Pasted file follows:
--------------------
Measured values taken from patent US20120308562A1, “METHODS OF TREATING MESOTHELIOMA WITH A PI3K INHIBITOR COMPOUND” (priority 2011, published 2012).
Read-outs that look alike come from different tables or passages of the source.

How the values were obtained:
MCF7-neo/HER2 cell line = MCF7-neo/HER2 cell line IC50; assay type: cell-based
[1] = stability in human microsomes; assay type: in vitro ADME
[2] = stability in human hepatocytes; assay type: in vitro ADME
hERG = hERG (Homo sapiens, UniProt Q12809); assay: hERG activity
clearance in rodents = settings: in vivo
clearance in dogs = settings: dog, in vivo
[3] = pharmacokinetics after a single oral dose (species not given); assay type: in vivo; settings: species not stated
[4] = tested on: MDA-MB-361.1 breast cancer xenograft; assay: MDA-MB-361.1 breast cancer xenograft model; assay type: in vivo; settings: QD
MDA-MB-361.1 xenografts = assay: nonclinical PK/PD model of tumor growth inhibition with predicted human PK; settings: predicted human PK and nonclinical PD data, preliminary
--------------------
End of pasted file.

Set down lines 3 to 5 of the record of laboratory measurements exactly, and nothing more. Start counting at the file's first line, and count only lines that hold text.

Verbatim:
How the values were obtained:
MCF7-neo/HER2 cell line = MCF7-neo/HER2 cell line IC50; assay type: cell-based
[1] = stability in human microsomes; assay type: in vitro ADME